Gemstones, titanium, silica sand, rare earth elements, lead, copper, zinc, barite, coal and limestone are among the gazetted minerals found in Msambweni, Matuga, Lunga Lunga and Kinango constituencies of Kwale County. Kwale is well endowed with minerals, that is not the question. Question is how do the locals co-exist with the latter? Because despite having these valuable resources, Kwale is still ranked among the poorest counties in Kenya, with a population of 71% living below the poverty line.
Knowing of the mineral existence and having companies like Base Titanium carrying out mining activities raises the expectations of Kwale locals a bit higher. They expect to reap of the benefits that come with it including compensation for those displaced to pave way for the mining fields, corporate social responsibility from the mining companies, revenue share from the minerals (70-20-10) etc. But what is the reality on the ground?
There is mixed reaction between the communities here. Some feel Base Titanium has been of benefit to them, while others are counting their losses. Where is the disconnect? To start with, those happy with Base Titanium are probably the beneficiaries of the CSR activities that include health facilities, improved infrastructure, educational scholarships, and community programs among others. The other group that is counting losses, narrates of their lands that have not been compensated, 20 – 10% of the mineral revenue shares they have not seen, miembe na minazi haizai kama hapo awali (mango and coconut trees are not as fruitful as they were initially), environmental pollution and the many other negative impacts of mining.
On the other hand, there are artisanal miners, comprising of women that ask for government help as they lack improved mining tools. They haven’t been taught to add value to the minerals as they mine and sell the mineral as it is. This becomes a loss on their side because the middle-men they sell to, add value to the minerals and sell at way better prices than the latter. These artisanal miners, most of them also lack mining permits, hence are forced to sell off the minerals to middle-men, at low prices. By the quick sales to middle-men, locals in Kinango say only foreigners (those living outside the county) get to benefit from the minerals.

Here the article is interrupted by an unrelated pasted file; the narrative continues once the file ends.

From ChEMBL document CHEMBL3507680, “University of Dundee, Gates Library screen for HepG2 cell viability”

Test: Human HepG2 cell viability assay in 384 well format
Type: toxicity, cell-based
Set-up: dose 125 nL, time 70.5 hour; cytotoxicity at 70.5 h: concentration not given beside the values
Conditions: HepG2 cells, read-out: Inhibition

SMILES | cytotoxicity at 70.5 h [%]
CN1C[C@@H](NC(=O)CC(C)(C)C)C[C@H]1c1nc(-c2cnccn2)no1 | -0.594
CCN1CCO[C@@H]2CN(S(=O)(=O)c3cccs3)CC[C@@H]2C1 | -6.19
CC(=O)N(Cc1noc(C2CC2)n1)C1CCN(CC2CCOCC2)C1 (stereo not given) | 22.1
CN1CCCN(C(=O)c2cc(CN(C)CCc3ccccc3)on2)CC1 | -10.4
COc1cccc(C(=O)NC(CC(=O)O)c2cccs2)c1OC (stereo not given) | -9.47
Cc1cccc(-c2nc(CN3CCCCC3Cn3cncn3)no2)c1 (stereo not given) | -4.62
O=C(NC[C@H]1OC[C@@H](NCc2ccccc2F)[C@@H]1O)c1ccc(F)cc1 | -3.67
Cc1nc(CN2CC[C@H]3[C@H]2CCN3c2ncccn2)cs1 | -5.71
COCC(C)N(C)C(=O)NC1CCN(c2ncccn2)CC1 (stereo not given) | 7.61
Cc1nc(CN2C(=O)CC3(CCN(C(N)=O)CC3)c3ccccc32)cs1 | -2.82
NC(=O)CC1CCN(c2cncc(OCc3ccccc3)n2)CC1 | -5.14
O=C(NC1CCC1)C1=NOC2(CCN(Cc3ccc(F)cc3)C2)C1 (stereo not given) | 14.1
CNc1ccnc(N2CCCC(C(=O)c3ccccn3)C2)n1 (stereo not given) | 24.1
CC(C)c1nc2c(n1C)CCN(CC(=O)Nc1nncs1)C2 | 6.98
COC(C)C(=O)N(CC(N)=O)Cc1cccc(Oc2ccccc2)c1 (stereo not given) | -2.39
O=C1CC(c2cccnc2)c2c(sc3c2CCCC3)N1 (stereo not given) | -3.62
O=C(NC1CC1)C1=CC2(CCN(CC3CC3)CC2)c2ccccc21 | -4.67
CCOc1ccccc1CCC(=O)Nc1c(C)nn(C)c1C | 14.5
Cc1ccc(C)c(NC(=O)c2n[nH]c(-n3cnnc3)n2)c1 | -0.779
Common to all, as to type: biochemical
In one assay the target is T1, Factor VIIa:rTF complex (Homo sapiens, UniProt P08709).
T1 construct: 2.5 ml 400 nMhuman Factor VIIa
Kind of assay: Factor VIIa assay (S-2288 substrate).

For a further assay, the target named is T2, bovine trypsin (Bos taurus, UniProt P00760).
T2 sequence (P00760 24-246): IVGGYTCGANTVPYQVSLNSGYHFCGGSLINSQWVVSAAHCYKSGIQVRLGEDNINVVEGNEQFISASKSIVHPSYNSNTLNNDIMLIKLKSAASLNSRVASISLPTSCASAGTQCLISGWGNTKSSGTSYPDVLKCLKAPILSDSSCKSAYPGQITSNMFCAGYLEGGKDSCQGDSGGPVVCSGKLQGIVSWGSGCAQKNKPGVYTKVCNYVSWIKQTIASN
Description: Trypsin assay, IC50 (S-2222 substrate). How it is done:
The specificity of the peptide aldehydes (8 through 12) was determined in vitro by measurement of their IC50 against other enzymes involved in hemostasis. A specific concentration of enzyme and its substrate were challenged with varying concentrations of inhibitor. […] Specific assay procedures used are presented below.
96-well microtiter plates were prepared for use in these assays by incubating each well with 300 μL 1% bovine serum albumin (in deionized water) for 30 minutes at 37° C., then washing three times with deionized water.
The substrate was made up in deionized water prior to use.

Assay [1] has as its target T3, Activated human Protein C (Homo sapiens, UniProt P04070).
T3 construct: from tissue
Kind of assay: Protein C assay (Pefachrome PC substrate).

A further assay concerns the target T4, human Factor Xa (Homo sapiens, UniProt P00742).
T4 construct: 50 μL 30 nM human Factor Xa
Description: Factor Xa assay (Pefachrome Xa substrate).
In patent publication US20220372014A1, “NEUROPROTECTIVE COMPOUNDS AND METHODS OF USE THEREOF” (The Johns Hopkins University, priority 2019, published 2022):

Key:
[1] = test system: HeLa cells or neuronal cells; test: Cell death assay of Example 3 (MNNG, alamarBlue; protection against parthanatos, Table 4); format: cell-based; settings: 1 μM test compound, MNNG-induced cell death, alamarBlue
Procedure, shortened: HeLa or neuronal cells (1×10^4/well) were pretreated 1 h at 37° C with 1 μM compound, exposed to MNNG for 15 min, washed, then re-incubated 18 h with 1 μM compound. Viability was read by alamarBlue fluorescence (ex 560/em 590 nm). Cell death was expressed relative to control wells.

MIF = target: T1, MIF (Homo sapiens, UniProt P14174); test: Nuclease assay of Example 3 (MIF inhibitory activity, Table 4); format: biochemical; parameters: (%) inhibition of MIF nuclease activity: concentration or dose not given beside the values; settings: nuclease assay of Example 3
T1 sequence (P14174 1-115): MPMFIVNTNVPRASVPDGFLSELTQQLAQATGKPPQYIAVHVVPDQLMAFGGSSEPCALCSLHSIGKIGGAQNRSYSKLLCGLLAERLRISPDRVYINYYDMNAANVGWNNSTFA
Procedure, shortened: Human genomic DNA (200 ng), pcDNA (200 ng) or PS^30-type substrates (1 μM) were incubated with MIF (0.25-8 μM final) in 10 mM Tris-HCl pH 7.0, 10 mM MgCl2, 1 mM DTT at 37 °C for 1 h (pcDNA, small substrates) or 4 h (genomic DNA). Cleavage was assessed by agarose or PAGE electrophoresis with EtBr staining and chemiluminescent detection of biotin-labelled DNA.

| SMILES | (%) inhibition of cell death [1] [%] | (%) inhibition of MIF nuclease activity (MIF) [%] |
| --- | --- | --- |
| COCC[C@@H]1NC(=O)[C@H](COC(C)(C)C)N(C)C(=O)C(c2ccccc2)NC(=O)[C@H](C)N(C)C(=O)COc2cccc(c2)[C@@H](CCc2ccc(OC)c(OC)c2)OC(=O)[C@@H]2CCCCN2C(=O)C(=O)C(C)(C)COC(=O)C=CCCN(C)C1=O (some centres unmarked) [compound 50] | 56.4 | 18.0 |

That aside, there are no near facilities to deal with first aid in any case of casualties during mining. Common cases here being snake bites and malaria from mosquito bites (the mosquitoes come from stagnated water from abandoned mining holes that have over time been filled with water). Artisanal miners don’t refill the sites after they are done mining, leaving the sites open thus the issue of snake and mosquito bites being rampant.
Some other issues include double land allocation where someone was allocated land during relocation by Base Titanium, but finds other occupants already living in the same location. Others have compensation letters but they were left behind during the relocation process.
Another group lives meters from the mining site hence directly affected by dust, sound and vibrations from the mining activities. In addition, no clean water is found in these areas, and no basic amenities.
With this, residents say mining is both a curse and a blessing, and are wondering what the situation would look like if minerals were discovered all over Kwale County. It is with these reasons that Kwale Mining Forum and the National conference on Mining, Oil and gas were held to see that minerals are working for the good of the people and not vice versa.